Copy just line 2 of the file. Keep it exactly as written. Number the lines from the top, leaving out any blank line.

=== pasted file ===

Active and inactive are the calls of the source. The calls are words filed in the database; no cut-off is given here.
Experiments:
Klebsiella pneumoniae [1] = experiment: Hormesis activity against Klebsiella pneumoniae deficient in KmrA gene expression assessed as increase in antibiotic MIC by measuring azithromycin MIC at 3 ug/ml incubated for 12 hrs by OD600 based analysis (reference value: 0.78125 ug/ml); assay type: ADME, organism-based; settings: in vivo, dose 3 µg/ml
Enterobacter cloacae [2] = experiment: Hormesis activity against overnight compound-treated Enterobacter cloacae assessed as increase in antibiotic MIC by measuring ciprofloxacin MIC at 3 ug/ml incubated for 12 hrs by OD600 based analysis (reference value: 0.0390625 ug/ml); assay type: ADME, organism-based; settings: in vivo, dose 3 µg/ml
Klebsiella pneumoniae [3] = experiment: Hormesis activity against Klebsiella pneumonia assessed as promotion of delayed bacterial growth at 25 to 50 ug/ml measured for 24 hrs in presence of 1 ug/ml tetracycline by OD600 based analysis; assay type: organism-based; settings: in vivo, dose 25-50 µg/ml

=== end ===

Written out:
Experiments: